The IET Formula 24 (F24) is open to the 11-16 year old age group. The racing is now made up of teams from around 500 schools with the national final this year being held in October at Goodwood.
The beauty of this race is that the rules are far more relaxed than one might normally expect, which not only encourages the teams to explore their creative and innovative ideas, but also brings a visual treat to the viewing public in that the cars are representative of a wide variety of different design concepts.
From humble backgrounds, great invention often springs and the F24 heats allow school children with an eye for mechanics and engineering, or a simple desire to create something, the opportunity to learn at a young age the various aspects of motor mechanics.
Of course, not all of these girls and boys will become Formula One pit stop mechanics and technicians, but the hands-on knowledge of creating an electric car with the goal of racing at Goodwood in a final will stand them in good stead should they want to pursue a future career in mechanics.
The role of a garage mechanic is slowly changing as the technology that makes our humble combustion engine-driven automobiles becomes ever more sophisticated. Getting a batch of young people involved from an early age is good for you and I as everyday drivers as well as those at the more cutting edge of design and racing.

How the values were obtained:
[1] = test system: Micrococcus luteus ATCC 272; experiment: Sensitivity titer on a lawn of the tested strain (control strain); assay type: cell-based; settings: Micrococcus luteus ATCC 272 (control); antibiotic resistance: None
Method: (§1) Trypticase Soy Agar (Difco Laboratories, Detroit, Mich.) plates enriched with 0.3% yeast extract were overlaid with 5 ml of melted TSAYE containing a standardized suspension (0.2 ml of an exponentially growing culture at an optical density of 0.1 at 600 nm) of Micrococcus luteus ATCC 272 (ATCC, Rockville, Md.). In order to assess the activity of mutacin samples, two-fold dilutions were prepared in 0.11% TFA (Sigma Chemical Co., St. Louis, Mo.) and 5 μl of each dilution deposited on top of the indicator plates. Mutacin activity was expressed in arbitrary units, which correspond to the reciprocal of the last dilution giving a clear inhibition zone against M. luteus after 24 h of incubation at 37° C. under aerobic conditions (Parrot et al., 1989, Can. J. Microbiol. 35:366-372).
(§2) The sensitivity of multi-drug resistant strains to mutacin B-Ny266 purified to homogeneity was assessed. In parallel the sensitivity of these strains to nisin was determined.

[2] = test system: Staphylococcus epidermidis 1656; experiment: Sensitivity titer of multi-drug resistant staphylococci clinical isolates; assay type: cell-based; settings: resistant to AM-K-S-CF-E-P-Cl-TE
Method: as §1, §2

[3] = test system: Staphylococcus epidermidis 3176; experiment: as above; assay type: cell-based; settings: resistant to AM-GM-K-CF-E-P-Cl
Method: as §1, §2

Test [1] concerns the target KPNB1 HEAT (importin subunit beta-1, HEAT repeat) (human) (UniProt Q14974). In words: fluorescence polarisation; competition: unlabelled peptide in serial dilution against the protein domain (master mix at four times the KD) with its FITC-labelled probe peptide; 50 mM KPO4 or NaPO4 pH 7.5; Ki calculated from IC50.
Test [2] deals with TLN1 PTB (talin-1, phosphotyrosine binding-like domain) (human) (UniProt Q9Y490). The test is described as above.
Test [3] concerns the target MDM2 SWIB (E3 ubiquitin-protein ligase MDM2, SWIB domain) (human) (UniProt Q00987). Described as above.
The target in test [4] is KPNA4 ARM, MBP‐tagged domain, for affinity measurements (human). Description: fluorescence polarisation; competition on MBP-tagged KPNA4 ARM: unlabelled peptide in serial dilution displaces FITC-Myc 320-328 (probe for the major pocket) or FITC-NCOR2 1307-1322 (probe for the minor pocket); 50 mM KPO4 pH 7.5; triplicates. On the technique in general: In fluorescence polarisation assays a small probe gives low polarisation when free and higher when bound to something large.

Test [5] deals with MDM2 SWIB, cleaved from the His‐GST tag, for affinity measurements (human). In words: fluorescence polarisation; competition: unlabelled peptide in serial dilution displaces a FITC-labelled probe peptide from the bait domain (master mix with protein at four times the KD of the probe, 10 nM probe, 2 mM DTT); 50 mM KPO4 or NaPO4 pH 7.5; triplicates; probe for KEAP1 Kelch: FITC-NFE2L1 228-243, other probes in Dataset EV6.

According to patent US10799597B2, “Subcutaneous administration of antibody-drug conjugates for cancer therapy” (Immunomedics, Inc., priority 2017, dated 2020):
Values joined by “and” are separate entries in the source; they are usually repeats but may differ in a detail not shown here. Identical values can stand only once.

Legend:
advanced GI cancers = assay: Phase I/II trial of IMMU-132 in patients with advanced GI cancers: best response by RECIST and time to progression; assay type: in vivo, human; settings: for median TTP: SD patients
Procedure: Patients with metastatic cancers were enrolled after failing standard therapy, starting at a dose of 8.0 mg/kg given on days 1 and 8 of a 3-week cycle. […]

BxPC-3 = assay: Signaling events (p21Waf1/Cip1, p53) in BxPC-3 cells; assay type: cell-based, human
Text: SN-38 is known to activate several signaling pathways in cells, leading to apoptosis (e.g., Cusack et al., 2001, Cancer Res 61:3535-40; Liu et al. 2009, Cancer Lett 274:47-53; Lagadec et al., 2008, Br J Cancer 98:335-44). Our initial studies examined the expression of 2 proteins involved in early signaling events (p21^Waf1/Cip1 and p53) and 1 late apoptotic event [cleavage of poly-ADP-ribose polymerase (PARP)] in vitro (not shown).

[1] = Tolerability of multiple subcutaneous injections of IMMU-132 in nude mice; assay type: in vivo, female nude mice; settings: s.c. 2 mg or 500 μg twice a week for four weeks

You can see where the innovation must come into the equation when you hear Stuart Christy of the Greenpower Education Trust describe the basics required: a highly efficient electric vehicle that can cope with doing up to 30mph for around 4 hours.
He also points out that it’s more than a race, with portfolio and design awards available as well, thus awarding the process as well as the final results.
Being a schools based project, the pupils who get involved and work together on these electric vehicles find that their workshops are less male dominated than the adult car mechanic world tends to be, with the door equally open to the many girls that want to become part of the school design and engineering teams as well.
The pupils also get to use motor industry standard 3D software in their computer-aided designs. The use of this cutting-edge software and equipment, as well as accreditation means that pupils who get involved in IET Formula 24 have an enhanced chance of employment in the future, according to Stuart.
Because F24 is based around innovation and ideas, it stands to reason that the most expensive cars are not necessarily the outright winners of the final. With cars ranging in total cost from £1000 to around ten times that amount, the emphasis is not on wealth, but problem solving and being able to put the basic requirements into practice.
Incidentally, the winner in 2014 was a car called The Black Bullet, a creation of the Weald School team, which achieved an average of 30.2mph over a distance of 91.2 miles. The Weald School are old hands at F24, their second car, Purple Predator, came third in the same race and they have also won the competition in 2006 as well.
All in all, IET Formula 24 is a fantastic ongoing concept that is driving electric vehicle innovation forward.
Image of Black Bullet – www.theweald.org.uk
Image of Sacred Heart – www.bbc.co.uk
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